Horse Tack Edge
Horse Saddles
Horse Blankets
Horse Jumping
Horse Supplies
Horse Halters
Horse Grooming
Horse Care
Buying a Horse
Privacy Policy
Website Agreement
Contact Us
Contact Me
Buying a Horse

Buying a Horse for the First Time

You need a horse to ride – check out these horse buying tips

Whether you are buying a horse for the first time for fifth time it still requires a lot of work. You are looking for a partner, a horse which will take you to the next level and a horse that you will be dealing with on a daily basis. You do not want to make a serious mistake and end up with years of misery. You are looking for enjoyment out of your purchase.

The Ride:

First and foremost, you want a horse which will do what you want it to do. Thus if you are interested in horse jumping and are buying a horse you will want to enusre yourself that the horse can jump. Also, if you are looking for a horse which can jump don’t buy one that does not like to jump. Of course all horses can jump to a point but you are looking for one that loves to jump. This is where the ride comes into play. Horses can look good in the ad but once you ride them you will quickly identify if the fit is correct or not. This is likely the most important aspect of buying a horse. If a horse rears during your test ride, thank the owner and walk away.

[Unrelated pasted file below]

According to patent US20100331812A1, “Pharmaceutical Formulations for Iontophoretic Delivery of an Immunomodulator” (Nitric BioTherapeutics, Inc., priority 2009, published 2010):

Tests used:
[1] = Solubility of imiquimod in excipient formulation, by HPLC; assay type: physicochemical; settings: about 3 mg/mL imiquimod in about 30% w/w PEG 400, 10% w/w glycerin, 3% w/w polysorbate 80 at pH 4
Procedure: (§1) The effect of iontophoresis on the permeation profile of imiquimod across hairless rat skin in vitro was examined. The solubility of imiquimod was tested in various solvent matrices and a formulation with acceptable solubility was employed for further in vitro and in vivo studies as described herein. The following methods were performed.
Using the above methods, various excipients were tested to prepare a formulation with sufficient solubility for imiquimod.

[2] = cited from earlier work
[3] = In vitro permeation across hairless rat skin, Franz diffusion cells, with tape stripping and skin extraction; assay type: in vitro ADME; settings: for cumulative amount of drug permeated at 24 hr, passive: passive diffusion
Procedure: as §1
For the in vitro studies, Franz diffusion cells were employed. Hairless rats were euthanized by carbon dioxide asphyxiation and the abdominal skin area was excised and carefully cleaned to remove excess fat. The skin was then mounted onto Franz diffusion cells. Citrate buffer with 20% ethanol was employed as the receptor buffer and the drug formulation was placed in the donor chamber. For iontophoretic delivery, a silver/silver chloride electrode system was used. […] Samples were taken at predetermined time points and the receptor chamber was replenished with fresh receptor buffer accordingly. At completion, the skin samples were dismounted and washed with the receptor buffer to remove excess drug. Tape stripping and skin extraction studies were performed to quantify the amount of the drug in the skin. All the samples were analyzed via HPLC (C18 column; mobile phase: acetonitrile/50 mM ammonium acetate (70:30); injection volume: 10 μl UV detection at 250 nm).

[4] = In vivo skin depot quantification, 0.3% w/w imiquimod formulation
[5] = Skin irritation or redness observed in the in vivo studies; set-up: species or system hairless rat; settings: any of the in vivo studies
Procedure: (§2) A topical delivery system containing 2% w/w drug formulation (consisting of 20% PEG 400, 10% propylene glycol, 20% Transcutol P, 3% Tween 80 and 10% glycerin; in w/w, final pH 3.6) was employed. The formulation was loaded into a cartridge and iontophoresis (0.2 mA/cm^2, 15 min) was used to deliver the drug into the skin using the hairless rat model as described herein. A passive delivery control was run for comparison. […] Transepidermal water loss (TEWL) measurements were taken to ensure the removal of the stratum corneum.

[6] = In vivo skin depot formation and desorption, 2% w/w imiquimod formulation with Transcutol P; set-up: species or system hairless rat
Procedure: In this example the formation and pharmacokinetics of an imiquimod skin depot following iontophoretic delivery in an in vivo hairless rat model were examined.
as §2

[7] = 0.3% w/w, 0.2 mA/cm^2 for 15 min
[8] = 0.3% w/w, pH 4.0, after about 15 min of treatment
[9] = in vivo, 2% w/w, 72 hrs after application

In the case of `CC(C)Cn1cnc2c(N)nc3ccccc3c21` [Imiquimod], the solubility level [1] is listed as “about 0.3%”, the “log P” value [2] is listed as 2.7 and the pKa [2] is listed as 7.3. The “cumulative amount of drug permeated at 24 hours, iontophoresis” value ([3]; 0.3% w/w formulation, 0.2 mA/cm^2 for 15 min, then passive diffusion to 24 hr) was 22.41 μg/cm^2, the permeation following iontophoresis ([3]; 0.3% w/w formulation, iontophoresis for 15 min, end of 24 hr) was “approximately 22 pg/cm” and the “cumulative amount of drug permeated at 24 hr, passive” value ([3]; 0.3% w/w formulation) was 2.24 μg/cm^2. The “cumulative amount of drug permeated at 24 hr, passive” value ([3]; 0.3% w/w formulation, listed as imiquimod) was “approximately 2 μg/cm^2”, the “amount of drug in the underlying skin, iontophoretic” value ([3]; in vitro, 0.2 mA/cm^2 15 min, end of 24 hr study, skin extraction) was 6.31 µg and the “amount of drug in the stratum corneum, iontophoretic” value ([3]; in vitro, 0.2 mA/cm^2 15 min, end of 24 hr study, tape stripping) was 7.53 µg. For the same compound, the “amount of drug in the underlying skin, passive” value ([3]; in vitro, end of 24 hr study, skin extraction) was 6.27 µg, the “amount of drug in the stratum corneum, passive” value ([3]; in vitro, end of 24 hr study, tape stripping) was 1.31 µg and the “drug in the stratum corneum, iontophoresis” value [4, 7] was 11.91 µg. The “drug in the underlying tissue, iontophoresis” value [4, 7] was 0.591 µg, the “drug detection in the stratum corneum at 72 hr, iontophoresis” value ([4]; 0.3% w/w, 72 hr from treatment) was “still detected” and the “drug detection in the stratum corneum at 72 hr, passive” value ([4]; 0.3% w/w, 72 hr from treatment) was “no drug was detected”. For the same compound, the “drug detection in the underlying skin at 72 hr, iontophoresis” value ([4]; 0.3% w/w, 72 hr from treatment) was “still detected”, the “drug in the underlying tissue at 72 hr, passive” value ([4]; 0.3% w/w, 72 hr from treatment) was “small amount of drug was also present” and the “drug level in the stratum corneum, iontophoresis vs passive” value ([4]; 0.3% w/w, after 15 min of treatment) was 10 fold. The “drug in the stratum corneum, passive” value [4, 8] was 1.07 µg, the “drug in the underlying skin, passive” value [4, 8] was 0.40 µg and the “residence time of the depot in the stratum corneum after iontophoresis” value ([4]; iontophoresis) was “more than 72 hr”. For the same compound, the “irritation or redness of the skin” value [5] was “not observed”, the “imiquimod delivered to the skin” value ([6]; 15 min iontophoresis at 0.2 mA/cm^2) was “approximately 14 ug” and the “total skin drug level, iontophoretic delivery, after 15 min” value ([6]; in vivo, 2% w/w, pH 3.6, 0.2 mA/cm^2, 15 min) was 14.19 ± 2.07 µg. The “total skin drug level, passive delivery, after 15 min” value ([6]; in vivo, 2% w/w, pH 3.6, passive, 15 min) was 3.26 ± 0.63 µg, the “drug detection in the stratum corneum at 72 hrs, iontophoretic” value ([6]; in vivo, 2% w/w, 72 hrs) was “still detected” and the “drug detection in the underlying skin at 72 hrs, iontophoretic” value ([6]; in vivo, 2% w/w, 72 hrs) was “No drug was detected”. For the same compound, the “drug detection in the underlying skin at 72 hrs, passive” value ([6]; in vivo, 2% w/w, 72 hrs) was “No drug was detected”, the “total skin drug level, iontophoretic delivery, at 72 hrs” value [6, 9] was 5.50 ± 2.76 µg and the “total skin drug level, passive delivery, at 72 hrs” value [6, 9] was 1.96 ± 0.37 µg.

Do not be surprised if you need to ride ten to twenty horses before you find the one that is right for you. With each ride you can get an idea of the quality of the horse vs the cost of the horse. Ultimately you will identify the price range you should be looking at and what you can expect for the price. Again, you are looking for the ride that makes you feel good and a personality that matches yours. If you are looking for a calm horse, no point in purchasing a spirited one. You may also want to ride your ultimate choice a number of times and if allowed may want to test it out for a week or weekend before making the ultimate decision.

Ground manners:

Ground manners are also very important when buying a horse. You do not want a horse that kicks or bites there are far too many that do not do this to be stuck with one that does. You also want one that loads well into the back of a trailer and one that stands still while grooming. You are also looking for a horse that is easy to catch as there is no point buying one that you cannot halter.